Game 30, 2011: Reds 3, Astros 2

[Box Score]


The last time a Reds/Astros game ended with a final of Reds 3, Astros 2, it was a balmy fall night. It was Jay Bruce who ended it with a blast to dead center off Tim Byrdak. This time around it was gloomy, cold, and the temperature was in the mid 40’s.

The hit was definitely just as big, and this victory came with a comeback that could serve as a major catalyst for the Reds.

A couple of quotes struck me as notable yesterday.

“It was like we were sleeping,” Jay Bruce said. “Then we woke up.”

“It was like, ‘OK, boys, we’re down to three outs,” Baker said. “It was like everybody’s bat woke up.”

“I think we felt pretty comfortable against Brandon Lyon and we got some pretty good pitches to hit.” — Joey Votto

The Reds had just one hit through the first eight innings. Then everything began to happen as it was drawn up. Drew Stubbs walked to begin the bottom of the 9th, a frame the Reds so often come to life. Chris Heisey singled, sending Stubbs to third base. Then Votto, Phillips, and Bruce–the three guys in the Reds lineup who have to make teams pay in these situations for this team to be great–came through with three straight clutch hits with no one out.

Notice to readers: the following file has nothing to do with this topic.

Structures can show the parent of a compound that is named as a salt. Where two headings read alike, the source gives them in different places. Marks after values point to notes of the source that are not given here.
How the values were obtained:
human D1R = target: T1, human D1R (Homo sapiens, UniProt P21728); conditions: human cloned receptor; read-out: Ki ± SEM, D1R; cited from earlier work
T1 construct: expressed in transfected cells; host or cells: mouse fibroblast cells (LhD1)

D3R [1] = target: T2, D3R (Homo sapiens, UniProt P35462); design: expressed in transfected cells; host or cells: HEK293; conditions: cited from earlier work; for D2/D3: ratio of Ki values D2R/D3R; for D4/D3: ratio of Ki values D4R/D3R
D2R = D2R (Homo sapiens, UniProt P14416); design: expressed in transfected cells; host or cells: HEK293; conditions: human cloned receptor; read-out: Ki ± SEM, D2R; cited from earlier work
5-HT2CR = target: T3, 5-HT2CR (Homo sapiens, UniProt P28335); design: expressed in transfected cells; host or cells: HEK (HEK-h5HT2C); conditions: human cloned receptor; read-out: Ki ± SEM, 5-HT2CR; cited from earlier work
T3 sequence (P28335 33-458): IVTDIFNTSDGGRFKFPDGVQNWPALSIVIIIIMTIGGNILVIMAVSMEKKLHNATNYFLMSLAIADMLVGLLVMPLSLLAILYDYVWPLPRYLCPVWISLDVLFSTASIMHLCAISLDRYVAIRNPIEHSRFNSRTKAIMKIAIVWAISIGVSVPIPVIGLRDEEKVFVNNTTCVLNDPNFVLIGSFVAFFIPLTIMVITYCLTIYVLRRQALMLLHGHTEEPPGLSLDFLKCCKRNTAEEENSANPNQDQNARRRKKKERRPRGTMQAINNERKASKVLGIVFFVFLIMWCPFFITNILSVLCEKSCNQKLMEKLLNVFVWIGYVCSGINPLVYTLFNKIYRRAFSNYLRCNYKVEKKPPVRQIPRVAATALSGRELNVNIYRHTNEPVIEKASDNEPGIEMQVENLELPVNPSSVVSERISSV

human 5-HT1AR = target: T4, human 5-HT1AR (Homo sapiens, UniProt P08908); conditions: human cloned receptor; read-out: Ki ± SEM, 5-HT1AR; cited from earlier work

The win saved the Reds from falling two games under .500, and will allow them to go for a series win this afternoon against the Houston before heading to Wrigley Field. Yesterday, I said that the Reds needed something big to happen to get them going. I think a win like this qualifies.

Top Plays:

Bruce’s walk-off Double

Brandon Phillips Game-tying Single

Votto’s single gets the Reds on the board in the 9th


@MLB (The Official Twitter of Major League Baseball) was ran by an intern last year (we would guess) who didn’t treat us favorably. They continually gave out #FF mentions to Evan Longoria, and other stars who don’t need their help in getting followers. We asked them several times for a little help, because while there are plenty of fans as big as us; we have a hard time imagining that we’re not a shining example of the type of return customer they want to create. The intern likely failed to recognize this, and sent us a direct message that “we gave you a #FF shoutout last week, thanks”. It was a bold-faced lie. We continued to razz them about stuff until they blocked us.

So while we aren’t allowed to follow Official MLB on Twitter anymore, we did notice this good tweet by them yesterday: